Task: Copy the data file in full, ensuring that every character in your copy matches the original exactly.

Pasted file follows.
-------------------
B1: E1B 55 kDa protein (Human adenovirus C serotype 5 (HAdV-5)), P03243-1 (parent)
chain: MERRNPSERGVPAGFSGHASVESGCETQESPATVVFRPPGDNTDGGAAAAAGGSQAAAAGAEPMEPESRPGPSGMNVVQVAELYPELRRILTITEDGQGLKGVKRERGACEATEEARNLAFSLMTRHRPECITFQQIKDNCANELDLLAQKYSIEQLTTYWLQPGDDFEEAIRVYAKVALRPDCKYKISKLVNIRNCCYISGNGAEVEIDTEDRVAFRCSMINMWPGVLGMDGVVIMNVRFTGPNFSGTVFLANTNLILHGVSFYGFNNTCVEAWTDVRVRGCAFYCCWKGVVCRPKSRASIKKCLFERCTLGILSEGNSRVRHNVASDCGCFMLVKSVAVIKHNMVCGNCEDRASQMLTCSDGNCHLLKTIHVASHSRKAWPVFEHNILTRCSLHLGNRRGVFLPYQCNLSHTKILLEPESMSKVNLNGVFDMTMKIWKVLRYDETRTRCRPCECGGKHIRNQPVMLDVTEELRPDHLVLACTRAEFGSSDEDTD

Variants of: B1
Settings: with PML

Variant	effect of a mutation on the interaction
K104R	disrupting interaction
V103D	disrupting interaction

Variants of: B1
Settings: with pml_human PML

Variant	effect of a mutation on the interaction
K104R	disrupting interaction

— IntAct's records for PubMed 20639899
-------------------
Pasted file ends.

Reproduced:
B1: E1B 55 kDa protein (Human adenovirus C serotype 5 (HAdV-5)), P03243-1 (parent)
chain: MERRNPSERGVPAGFSGHASVESGCETQESPATVVFRPPGDNTDGGAAAAAGGSQAAAAGAEPMEPESRPGPSGMNVVQVAELYPELRRILTITEDGQGLKGVKRERGACEATEEARNLAFSLMTRHRPECITFQQIKDNCANELDLLAQKYSIEQLTTYWLQPGDDFEEAIRVYAKVALRPDCKYKISKLVNIRNCCYISGNGAEVEIDTEDRVAFRCSMINMWPGVLGMDGVVIMNVRFTGPNFSGTVFLANTNLILHGVSFYGFNNTCVEAWTDVRVRGCAFYCCWKGVVCRPKSRASIKKCLFERCTLGILSEGNSRVRHNVASDCGCFMLVKSVAVIKHNMVCGNCEDRASQMLTCSDGNCHLLKTIHVASHSRKAWPVFEHNILTRCSLHLGNRRGVFLPYQCNLSHTKILLEPESMSKVNLNGVFDMTMKIWKVLRYDETRTRCRPCECGGKHIRNQPVMLDVTEELRPDHLVLACTRAEFGSSDEDTD

Variants of: B1
Settings: with PML

Variant	effect of a mutation on the interaction
K104R	disrupting interaction
V103D	disrupting interaction

Variants of: B1
Settings: with pml_human PML

Variant	effect of a mutation on the interaction
K104R	disrupting interaction

— IntAct's records for PubMed 20639899